Tuesday, April 9, 2013

Do wills need to be registered?Always read the fine printby Fali S. Nariman
FINE print often says the opposite of what is proclaimed in the headline. So it was in a recent headline that read: “Will invalid unless signed by 2 witnesses and registered: S.C.” The fine print below showed that ‘S.C.’ had said no such thing!

In its judgment of March 22, India’s Supreme Court was commenting on a writing executed by one Rao Gajraj Singh which stated that upon the death of himself or his wife the suit property (immovable property) would be inherited by the survivor of them. The Supreme Court, agreeing with the judgment of the High Court of Punjab and Haryana, said: “The writing was neither in the nature of a will nor in the nature of a transfer of property” because the writing was “neither registered as required under the provisions of the Indian Registration Act 1908 nor was attested by two witnesses as it should have done had it been a will”; therefore, the writing executed by Rao Gajraj Singh was “only a piece of paper having no legal effect”.

The headline (the larger print) had conflated two independent findings and telescoped them into one: the first finding being that the writing was not a will because it had not been attested by two witnesses; and the second and separate finding being that the writing (which was not a will) could not be said to have conveyed or transferred the suit property since the writing was not registered. There is much wisdom in the old adage: Always read the fine print!

The following is, briefly, the Indian law as to Wills:

  • A will making a disposition of movable or immovable property, or a codicil (an instrument in relation to a will and explaining or adding to its dispositions), speaks from the date of death of the person making it - he or she can revoke or alter it at any time.

  • The ingredients of a valid will are set out in the provisions of the Indian Succession Act, 1925: 

  • i) it has to be executed with due solemnity, by a person of sound mind and understanding, with the signature of the maker of the will (or “testator”) being attested by two witnesses who, in the presence of one another, and of the maker, must have seen the maker sign it --

  • The provisions are generally applicable to the Wills of Hindus, Buddhists, Sikhs, Jains, Christians and Parsis --- but do not apply to Muslims because the will of a Muslim (under Muslim Personal Law) does not require to be in writing; it can even be oral.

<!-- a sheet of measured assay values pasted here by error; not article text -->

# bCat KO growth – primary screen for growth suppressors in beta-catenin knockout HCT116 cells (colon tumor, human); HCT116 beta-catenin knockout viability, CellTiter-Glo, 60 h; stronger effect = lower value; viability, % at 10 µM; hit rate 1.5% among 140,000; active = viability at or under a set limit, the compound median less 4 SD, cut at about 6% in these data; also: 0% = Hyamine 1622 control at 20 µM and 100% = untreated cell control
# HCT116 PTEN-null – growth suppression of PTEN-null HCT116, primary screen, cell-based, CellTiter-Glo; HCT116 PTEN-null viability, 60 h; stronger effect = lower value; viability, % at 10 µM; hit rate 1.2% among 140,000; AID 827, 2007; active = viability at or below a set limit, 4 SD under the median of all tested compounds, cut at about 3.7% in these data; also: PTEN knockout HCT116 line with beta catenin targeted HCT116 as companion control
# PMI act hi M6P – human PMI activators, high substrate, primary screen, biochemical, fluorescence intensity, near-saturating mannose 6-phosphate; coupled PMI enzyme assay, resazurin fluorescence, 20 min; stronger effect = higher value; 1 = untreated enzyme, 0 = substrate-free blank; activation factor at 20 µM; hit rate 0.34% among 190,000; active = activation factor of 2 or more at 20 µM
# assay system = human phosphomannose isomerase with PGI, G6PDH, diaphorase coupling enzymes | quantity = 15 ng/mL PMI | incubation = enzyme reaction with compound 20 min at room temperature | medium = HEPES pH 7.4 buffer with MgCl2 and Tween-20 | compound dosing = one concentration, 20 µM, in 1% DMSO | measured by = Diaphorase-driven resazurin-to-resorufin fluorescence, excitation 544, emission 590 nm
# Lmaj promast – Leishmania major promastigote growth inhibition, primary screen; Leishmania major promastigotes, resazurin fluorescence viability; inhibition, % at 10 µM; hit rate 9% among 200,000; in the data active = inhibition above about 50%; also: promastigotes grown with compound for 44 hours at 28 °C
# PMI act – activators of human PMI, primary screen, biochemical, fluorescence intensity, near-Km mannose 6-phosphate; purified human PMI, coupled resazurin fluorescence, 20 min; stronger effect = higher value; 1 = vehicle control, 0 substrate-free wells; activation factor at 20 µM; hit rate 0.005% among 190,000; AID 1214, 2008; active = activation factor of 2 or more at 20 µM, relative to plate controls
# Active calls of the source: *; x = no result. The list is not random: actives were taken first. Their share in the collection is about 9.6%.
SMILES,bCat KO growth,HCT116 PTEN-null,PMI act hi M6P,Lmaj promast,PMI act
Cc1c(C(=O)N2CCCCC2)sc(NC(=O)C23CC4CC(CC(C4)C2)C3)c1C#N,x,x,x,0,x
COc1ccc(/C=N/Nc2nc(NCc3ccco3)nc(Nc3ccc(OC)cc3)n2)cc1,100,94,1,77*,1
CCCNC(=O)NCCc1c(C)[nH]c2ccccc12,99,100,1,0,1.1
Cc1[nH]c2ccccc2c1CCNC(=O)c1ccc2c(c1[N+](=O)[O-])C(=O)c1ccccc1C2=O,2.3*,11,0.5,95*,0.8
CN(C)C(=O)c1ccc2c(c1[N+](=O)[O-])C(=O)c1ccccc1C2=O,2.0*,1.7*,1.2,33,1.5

ii) A valid will (i.e. one which bears the signature of the maker and is attested by two witnesses) does   not have to be compulsorily registered: Section 18 of the Indian Registration Act 1908 says that   registration of a Will is optional, even when the Will contains a bequest of immovable property.

But a non-testamentary writing or an instrument which conveys immovable property (exceeding Rs100 in value) is one that is compulsorily registrable: this is so provided in Section 17 of the Registration Act 1908.

In the past, when the maker of a will (“testator”) bequeathed property (moveable or immovable) to “religious or charitable uses”, and left behind him on his death a nephew, niece or nearer relative, then special restrictions were imposed by Section 118 of the Indian Succession Act 1925. That section provided that such a will (i.e. a testamentary writing attested by two witnesses which left property to religious or charitable uses) had to be executed not less than 12 months before the testator’s death, and had to be deposited within six months of its execution in some place provided by law for the safe custody of wills of living persons

At the express request of the Parsi community, an amendment to Section118 was introduced and passed by Parliament in December 1991 which stated: “Nothing in this Section shall apply to a Parsi”. But this amendment became a major contributory factor to Section 118 being later struck down and declared unconstitutional by the Supreme Court in 2003 because it discriminated against Indian Christians to whom the provisions of Section 118 then continued to be applicable!

There is a separate chapter in the Indian Succession Act 1925 (Chapter-VI in Part-VI) which contains provisions that guide Indian courts; on the construction (or interpretation) of wills: the primary task of the court being to ascertain the intention of the testator: which must be gathered from the language used in the document. 

 Since considerations keep changing from person to person, it is seldom profitable to compare the words of one will with those of another, or to try to discover which of the wills upon which decisions have been given in reported cases, the disputed will more closely approximates.

There are no limits to what a testator can do when making a will. As was said long ago, every testator “in disposing of his property is at liberty to adopt his own non-sense!” In one such case, a document containing only three words, “All for mother”, was admitted to probate as disposing of a very large estate, thereby revoking an earlier will which was even less concise! And the recipient was the testator’s own wife, whom he had been accustomed to describing as “mother”! The sense that courts in this country try to make of similar such “non-sense” is to be found in the rich armoury of case-law that has developed on the subject of wills.

But decided cases on wills can also be fun: illustrative of which is the late R.E. Megarry’s delightful Miscellany-at-law (Vol-I at pages 296-313 and Vol-II at pages 158-162) where the author has cherry-picked in on decisions, though only of English courts. My regret is that no one in India has attempted to reveal the lighter side of the law of wills with reference to cases decided by Indian courts!      

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